11. ---------------------------------------------------------------------- Traceback (most recent call last): File "C:\docbook\dip\py\roman\stage1\romantest1.py", line 104, in testTooLarge self.assertRaises(roman1.OutOfRangeError, roman1.toRoman, 4000) File "c:\python21\lib\unittest.py", line 266, in failUnlessRaises raise self.failureException, excName AssertionError: OutOfRangeError ====================================================== ================ FAIL: toRoman should fail with 0 input 1 ---------------------------------------------------------------------- Traceback (most recent call last): File "C:\docbook\dip\py\roman\stage1\romantest1.py", line 108, in testZero self.assertRaises(roman1.OutOfRangeError, roman1.toRoman, 0) File "c:\python21\lib\unittest.py", line 266, in failUnlessRaises raise self.failureException, excName AssertionError: OutOfRangeError 2
  12. ---------------------------------------------------------------------- Ran 12 tests in 0.040s 3 FAILED (failures=10, errors=2) 4 1 Running the script runs unittest.main(), which runs each test case, which is to say each method defined in each class within romantest.py. For each test case, it prints out the doc string of the method and whether that test passed or failed. As expected, none of the test cases passed. 2 For each failed test case, unittest displays the trace information showing exactly what happened. In this case, the call to assertRaises (also called failUnlessRaises) raised an AssertionError because it was expecting toRoman to raise an OutOfRangeError and it didn't. 3 After the detail, unittest displays a summary of how many tests were performed and how long it took. 4 Overall, the unit test failed because at least one test case did not pass. When a test case doesn't pass, unittest distinguishes between failures and errors. A failure is a call to an assertXYZ method, like assertEqual or assertRaises, that fails because the asserted condition is not true or the expected exception was not raised. An error is any other sort of exception raised in the code you're testing or the unit test case itself. For instance, the testFromRomanCase method (“fromRoman should only accept uppercase
  13. input”) was an error, because the call to numeral.upper() raised an AttributeError exception, because toRoman was supposed to return a string but didn't. But testZero (“toRoman should fail with 0 input”) was a failure, because the call to fromRoman did not raise the InvalidRomanNumeral exception that assertRaises was looking for. 14.2. roman.py, stage 2 Now that you have the framework of the roman module laid out, it's time to start writing code and passing test cases. Example 14.3. roman2.py This file is available in py/roman/stage2/ in the examples directory. If you have not already done so, you can download this and other examples used in this book. """Convert to and from Roman numerals""" #Define exceptions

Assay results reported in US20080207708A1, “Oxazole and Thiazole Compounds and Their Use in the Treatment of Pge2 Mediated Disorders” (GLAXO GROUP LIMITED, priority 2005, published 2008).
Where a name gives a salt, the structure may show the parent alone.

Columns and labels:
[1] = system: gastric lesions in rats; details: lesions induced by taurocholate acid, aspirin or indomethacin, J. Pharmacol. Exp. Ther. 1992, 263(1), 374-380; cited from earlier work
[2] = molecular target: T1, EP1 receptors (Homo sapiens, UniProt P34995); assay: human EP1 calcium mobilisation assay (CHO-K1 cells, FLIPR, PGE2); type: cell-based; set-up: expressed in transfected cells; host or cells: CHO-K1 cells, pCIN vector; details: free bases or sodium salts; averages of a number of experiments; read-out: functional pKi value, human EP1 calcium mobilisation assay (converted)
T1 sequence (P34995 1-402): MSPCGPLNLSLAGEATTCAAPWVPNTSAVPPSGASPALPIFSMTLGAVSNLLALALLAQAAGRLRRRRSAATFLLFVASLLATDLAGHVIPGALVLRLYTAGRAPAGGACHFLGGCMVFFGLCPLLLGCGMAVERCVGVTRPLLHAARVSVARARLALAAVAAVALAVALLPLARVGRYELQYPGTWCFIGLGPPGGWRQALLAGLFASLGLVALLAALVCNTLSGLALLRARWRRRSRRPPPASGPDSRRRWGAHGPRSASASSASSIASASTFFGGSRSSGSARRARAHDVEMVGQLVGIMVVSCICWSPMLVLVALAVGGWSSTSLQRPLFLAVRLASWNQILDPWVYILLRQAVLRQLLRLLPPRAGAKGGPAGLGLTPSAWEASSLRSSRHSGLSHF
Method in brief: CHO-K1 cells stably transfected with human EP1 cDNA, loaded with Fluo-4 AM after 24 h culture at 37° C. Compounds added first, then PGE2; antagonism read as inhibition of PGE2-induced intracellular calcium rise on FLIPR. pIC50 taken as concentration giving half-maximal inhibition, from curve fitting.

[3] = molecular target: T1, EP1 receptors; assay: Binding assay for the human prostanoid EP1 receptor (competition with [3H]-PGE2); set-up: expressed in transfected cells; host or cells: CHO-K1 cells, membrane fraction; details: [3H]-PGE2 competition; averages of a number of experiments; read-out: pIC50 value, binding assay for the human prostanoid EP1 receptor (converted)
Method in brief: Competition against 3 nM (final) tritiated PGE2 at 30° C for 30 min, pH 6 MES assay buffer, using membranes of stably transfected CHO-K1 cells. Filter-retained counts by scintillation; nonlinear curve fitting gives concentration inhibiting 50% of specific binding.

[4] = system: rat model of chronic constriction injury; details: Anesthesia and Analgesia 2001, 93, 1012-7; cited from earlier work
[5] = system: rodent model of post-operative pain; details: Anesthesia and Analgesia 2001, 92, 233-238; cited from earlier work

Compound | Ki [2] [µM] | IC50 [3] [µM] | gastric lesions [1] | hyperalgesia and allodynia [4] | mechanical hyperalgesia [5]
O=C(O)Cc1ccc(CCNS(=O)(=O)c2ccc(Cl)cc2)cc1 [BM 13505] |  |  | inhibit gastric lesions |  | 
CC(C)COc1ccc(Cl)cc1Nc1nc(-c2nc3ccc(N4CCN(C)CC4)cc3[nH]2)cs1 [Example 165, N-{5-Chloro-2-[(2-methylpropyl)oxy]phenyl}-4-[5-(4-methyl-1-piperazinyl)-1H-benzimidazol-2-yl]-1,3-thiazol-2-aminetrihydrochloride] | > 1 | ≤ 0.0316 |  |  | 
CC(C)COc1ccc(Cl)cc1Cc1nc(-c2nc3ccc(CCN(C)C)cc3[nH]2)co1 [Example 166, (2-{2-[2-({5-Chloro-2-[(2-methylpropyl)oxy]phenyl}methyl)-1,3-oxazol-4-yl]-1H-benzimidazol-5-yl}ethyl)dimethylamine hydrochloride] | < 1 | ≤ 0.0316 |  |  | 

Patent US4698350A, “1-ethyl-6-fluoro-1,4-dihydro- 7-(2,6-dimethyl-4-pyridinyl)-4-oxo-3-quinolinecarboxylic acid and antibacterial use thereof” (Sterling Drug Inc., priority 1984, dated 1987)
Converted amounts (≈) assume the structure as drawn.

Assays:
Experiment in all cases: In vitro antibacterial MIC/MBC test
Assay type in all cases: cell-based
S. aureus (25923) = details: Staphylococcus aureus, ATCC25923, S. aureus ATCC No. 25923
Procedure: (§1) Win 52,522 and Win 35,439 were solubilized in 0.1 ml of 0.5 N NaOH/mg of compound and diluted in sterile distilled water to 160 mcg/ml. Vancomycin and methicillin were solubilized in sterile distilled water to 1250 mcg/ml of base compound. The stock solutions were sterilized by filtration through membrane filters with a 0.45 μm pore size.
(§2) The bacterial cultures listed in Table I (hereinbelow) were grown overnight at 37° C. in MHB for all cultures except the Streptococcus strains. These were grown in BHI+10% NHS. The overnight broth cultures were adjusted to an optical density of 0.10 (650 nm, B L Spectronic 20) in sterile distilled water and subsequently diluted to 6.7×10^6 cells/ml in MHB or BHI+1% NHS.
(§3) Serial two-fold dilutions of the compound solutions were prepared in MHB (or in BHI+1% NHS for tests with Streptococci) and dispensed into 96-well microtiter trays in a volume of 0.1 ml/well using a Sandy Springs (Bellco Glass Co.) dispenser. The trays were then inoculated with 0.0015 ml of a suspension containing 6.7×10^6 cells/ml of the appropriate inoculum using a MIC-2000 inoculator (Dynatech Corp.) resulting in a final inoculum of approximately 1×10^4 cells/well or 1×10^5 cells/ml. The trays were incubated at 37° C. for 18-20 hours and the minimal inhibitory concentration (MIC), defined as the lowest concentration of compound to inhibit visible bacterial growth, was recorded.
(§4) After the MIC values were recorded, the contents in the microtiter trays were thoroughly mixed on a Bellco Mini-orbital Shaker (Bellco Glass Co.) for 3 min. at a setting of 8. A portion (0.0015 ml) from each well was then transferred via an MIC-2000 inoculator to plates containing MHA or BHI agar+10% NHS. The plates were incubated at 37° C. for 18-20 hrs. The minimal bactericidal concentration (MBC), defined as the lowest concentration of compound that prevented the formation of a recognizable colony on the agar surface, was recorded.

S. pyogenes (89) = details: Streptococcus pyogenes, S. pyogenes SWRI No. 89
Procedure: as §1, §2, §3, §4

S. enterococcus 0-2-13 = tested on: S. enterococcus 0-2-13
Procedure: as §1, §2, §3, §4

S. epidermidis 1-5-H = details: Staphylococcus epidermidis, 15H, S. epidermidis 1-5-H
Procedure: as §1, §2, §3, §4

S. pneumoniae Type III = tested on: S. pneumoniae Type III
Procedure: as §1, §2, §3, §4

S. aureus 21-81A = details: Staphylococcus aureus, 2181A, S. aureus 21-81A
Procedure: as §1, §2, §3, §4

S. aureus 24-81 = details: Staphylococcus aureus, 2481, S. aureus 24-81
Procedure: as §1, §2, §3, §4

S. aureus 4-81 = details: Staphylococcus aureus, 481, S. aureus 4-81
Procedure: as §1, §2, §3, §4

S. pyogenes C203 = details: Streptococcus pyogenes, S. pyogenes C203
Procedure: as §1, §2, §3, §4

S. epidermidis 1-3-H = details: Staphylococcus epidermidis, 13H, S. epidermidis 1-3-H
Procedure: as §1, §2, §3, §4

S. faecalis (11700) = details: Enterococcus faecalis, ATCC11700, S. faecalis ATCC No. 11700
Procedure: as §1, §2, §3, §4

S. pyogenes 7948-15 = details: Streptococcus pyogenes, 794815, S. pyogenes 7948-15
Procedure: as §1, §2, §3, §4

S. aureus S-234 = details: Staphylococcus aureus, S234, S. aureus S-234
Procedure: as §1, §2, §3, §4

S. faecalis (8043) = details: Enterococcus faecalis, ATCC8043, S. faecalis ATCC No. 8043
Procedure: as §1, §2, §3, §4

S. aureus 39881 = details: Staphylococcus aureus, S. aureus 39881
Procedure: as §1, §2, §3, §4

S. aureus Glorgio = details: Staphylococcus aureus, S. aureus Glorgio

14. class RomanError(Exception): pass class OutOfRangeError(RomanError): pass class NotIntegerError(RomanError): pass class InvalidRomanNumeralError(RomanError): pass #Define digit mapping romanNumeralMap = (('M', 1000), 1 ('CM', 900), ('D', 500), ('CD', 400), ('C', 100), ('XC', 90), ('L', 50), ('XL', 40), ('X', 10), ('IX', 9), ('V', 5),
  15. ('IV', 4), ('I', 1)) def toRoman(n): """convert integer to Roman numeral""" result = "" for numeral, integer in romanNumeralMap: while n >= integer: 2 result += numeral n -= integer return result def fromRoman(s): """convert Roman numeral to integer""" pass 1 romanNumeralMap is a tuple of tuples which defines three things:
  16. 1. The character representations of the most basic Roman numerals. Note that this is not just the single-character Roman numerals; you're also defining two-character pairs like CM (“one hundred less than one thousand”); this will make the toRoman code simpler later. 2. The order of the Roman numerals. They are listed in descending value order, from M all the way down to I. 3. The value of each Roman numeral. Each inner tuple is a pair of (numeral, value). 2 Here's where your rich data structure pays off, because you don't need any special logic to handle the subtraction rule. To convert to Roman numerals, you simply iterate through romanNumeralMap looking for the largest integer value less than or equal to the input. Once found, you add the Roman numeral representation to the end of the output, subtract the corresponding integer value from the input, lather, rinse, repeat. Example 14.4. How toRoman works If you're not clear how toRoman works, add a print statement to the end of the while loop: